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Hear Me Talkin' to Ya: Jazz Aphorisms

Hear Me Talkin' to Ya: Jazz Aphorisms
Chris May By

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For artists who express themselves in a non-verbal medium, jazz instrumentalists have come up with a bundle of choice aphorisms.

Here are four attributed to, or about, tenor saxophonists, which were coined too late for inclusion in Nat Shapiro and Nat Hentoff's Hear Me Talkin' to Ya (Holt, Rinehart & Winston, 1955).

If you feel like sharing some favorites of your own, you can post in the comment box below.

Frank Foster

One afternoon in the early 1970s, Frank Foster was directing an outreach performance in a Harlem street with the Jazzmobile program. All welcome. Foster called for a blues in B flat. An aspiring tenor player, with more enthusiasm than musicality, launched into a wild "energy" solo in no discernible key, let alone B flat, swamping everyone else onstage.

Foster stopped playing. "What are you doing?" he asked.

"Just playing what I feel."

"Well, feel something in B flat, motherfucker," said Foster.

Coleman Hawkins

At another jam session, sometime in the 1960s, another young saxophonist found himself onstage with Coleman Hawkins. He acquitted himself pretty well.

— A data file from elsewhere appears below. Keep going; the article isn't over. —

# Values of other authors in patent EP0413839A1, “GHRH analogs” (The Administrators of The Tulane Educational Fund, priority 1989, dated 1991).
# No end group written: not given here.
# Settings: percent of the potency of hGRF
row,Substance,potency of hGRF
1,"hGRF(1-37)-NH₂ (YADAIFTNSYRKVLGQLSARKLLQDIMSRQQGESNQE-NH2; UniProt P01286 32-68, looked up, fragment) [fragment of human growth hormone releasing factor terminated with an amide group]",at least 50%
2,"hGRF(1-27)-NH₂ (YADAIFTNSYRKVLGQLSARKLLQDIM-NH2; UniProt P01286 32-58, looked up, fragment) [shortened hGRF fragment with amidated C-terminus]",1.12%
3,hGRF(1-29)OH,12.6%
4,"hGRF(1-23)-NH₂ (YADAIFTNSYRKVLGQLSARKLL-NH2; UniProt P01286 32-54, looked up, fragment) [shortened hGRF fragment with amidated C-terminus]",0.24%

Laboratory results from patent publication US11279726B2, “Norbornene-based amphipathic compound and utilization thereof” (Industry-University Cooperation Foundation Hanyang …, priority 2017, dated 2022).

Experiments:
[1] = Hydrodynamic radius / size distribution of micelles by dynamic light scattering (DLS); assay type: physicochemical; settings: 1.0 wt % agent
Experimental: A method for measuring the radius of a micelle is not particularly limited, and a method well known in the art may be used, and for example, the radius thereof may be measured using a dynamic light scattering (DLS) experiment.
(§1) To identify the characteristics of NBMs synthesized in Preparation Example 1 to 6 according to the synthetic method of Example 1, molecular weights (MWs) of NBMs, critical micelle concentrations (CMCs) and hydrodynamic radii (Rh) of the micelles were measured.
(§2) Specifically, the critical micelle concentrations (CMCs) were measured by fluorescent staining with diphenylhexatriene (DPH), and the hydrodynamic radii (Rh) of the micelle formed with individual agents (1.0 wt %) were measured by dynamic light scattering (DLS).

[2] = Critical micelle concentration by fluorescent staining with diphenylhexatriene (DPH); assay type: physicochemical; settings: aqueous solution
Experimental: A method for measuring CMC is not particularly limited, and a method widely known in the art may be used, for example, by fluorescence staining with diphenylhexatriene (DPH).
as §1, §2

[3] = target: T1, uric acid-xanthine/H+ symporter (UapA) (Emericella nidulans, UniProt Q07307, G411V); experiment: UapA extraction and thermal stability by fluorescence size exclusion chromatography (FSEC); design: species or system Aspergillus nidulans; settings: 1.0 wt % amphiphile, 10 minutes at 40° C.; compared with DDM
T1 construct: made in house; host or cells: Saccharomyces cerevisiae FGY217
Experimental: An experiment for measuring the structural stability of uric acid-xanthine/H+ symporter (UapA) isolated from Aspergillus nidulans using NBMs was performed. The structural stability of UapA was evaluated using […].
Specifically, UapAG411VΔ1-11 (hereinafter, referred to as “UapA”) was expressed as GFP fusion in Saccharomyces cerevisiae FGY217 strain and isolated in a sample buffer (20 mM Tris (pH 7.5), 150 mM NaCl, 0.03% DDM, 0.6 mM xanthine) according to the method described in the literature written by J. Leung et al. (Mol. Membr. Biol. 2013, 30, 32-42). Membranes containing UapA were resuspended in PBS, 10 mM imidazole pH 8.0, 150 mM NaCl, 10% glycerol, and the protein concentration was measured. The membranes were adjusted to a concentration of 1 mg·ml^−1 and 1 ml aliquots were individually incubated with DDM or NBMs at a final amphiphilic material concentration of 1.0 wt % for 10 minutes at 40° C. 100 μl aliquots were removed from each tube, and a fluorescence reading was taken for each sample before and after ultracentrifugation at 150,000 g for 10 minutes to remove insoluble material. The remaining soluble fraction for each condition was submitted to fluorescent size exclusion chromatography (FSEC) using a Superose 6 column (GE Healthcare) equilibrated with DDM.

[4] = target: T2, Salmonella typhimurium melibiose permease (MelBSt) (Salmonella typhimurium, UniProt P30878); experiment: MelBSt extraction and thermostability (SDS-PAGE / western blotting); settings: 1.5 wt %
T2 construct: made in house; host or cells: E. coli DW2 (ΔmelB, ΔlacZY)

Later, a friend asked how it had felt.

"It was OK, but Hawkins scared the shit out of me."

"Coleman Hawkins is meant to scare the shit out of you," said the friend.

Ronnie Scott

One evening in London around 1950, pioneering British bopper Ronnie Scott was earning a crust in a strict tempo dance band, possibly the one led by Bert Ambrose. In the middle of some typically mickey mouse arrangement, Scott launched into fierce bop solo.

"What's he doing?" asked Ambrose (if it was he) of the alto player sitting next to Scott.

"Shhh!" came the reply. "Ronnie's got the message."

"Give him a message from me," said Ambrose: "he's fired."

John Coltrane

Sometime around 1957, trumpeter Miles Davis (pictured above) became exasperated by the multi-chorus solos which were becoming the norm for his saxophonist, John Coltrane. Davis thought a less is more approach would be preferable, and asked Coltrane why he couldn't exercise some restraint.

"Once I've got going," said Coltrane, "I don't know how to stop."

"Try taking the horn out of your mouth," said Davis.

Photo Credit: Courtesy Columbia Records

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